The NYSE Group, which includes the New York Stock Exchange, has suspended trading in all securities due to technical difficulties, the unit of Intercontinental Exchange Inc said on Wednesday.
The halt started just after 11:30 a.m. ET, after which US stocks slightly extended their losses, but in low volumes, with the S&P 500 hitting a session low and the Dow Jones Industrial Average and Nasdaq both falling more than 1 per cent.
NYSE tweeted that “the issue we are experiencing is an internal technical issue and is not the result of a cyber breach".
While Federal Bureau of Investigation (FBI) told CNBC that no law enforcement action was need at NYSE, the White House and the US Treasury Department said they are monitoring the "ongoing issue" at NYSE and President Barack Obama has been briefed on the matter.
"We will be providing further updates as soon as we can, and are doing our utmost to produce a swift resolution, communicate thoroughly and transparently, and ensure a timely and orderly market reopen," a spokeswoman for the exchange operator said in a statement.
CNBC citing DoW Jones said, NYSE told industry group that efforts to fix earlier problems led to broader shutdown.
The stocks continue to trade on other exchanges, such as those run by Nasdaq OMX Group and BATS Global Markets.
"It's under control," Mark Otto of market maker J Streicher & Co in New York said on the NYSE floor. "We're just waiting for word. There's no sign of panic at all."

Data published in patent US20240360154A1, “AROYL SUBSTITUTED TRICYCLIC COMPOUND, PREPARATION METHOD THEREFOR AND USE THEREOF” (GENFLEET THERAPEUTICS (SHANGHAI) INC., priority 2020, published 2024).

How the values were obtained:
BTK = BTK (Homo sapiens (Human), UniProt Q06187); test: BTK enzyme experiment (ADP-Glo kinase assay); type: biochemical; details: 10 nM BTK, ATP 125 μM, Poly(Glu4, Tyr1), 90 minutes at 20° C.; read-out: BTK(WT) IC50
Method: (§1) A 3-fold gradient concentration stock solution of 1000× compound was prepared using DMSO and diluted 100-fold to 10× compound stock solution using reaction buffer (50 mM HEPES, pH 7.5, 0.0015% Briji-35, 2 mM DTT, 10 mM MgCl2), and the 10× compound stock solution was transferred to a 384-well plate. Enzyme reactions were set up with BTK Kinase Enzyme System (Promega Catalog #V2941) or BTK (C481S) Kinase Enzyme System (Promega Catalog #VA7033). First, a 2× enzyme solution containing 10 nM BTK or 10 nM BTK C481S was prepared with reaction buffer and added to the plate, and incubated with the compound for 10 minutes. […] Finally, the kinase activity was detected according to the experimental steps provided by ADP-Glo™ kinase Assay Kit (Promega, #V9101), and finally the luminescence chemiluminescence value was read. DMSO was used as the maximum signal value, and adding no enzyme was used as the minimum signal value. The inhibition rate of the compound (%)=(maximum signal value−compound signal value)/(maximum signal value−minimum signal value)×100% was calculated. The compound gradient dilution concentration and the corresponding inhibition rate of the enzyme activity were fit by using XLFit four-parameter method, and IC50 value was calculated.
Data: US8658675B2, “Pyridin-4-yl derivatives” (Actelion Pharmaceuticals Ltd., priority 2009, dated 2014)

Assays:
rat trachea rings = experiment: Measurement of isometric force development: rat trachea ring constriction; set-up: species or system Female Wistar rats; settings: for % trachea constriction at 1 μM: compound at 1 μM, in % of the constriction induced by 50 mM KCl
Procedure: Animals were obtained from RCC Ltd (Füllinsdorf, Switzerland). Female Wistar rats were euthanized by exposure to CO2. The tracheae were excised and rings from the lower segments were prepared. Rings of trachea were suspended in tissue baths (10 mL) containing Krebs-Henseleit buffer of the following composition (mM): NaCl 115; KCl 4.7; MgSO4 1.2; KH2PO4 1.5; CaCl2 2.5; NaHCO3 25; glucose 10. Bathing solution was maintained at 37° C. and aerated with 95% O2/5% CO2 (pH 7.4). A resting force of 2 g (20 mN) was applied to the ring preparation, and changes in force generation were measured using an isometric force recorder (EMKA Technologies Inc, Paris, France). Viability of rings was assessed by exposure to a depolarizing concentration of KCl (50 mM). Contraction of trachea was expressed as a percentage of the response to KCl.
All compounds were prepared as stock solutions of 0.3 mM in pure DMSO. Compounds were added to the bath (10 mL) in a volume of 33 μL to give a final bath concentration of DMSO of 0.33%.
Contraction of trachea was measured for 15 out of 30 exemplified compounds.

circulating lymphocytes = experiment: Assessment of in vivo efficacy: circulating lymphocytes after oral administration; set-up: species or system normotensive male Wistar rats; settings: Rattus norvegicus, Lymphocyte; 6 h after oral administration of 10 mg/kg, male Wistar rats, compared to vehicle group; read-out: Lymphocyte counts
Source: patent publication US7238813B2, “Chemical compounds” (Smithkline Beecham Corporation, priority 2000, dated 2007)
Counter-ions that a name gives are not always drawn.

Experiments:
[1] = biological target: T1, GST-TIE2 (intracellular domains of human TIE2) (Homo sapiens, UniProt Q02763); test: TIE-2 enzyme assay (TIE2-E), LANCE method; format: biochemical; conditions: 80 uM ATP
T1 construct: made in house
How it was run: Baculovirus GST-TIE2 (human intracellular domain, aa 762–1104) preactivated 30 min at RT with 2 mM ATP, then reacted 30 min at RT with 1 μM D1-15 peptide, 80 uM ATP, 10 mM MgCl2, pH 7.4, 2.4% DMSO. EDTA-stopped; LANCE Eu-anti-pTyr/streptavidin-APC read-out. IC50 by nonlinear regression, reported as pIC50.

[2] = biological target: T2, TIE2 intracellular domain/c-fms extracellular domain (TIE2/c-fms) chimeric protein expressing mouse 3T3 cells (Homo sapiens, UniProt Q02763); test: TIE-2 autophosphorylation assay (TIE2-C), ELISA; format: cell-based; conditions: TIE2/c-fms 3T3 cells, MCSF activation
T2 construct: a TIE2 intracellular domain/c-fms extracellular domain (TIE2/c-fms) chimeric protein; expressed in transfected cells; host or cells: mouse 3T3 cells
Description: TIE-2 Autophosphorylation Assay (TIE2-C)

The issues at NYSE came on the same day that computer problems led United Airlines to ground all its flights for about two hours.
US Homeland Security Secretary Jeh Johnson said there were no signs that the problems at NYSE and United Airlines stemmed from "malicious activity," CNN reported.
Just as United was bringing its systems back on-line, trading on the New York Stock Exchange came to a halt due to a technical problem and the Wall Street Journal's website experienced errors.
Johnson also said that approximately 4.2 million people, including government employees and contractors, had been notified about the recent breaches of government personnel data, but investigators are still trying to determine the total number affected by the hacks.
He said compromised data included information from government security-clearance background investigations.
Johnson also called for a new national data breach reporting system to replace the current "patchwork" of state laws, as well as enhanced criminal penalties for hacking.
The New York Stock Exchange accounted for about 13.4 per cent of all equities volume last month and 12.5 per cent Tuesday according to BATS Global Markets data.
At 12:43 p.m. ET the Dow Jones industrial average was down 207.19 points, or 1.17 per cent, at 17,569.72. The S&P 500 was down 27.22 points, or 1.31 per cent, at 2,054.12. The Nasdaq Composite was down 73.33 points, or 1.47 per cent, at 4,924.13.
US stocks were in the red even before the halt as the slide in Chinese markets spurred concerns over its impact on global economic growth. All 10 major S&P 500 sectors were lower, with the telecommunications index down 2 per cent.
Chinese shares have fallen more than 30 per cent in the last three weeks, and some investors fear China's turmoil is now a bigger risk than the crisis in Greece.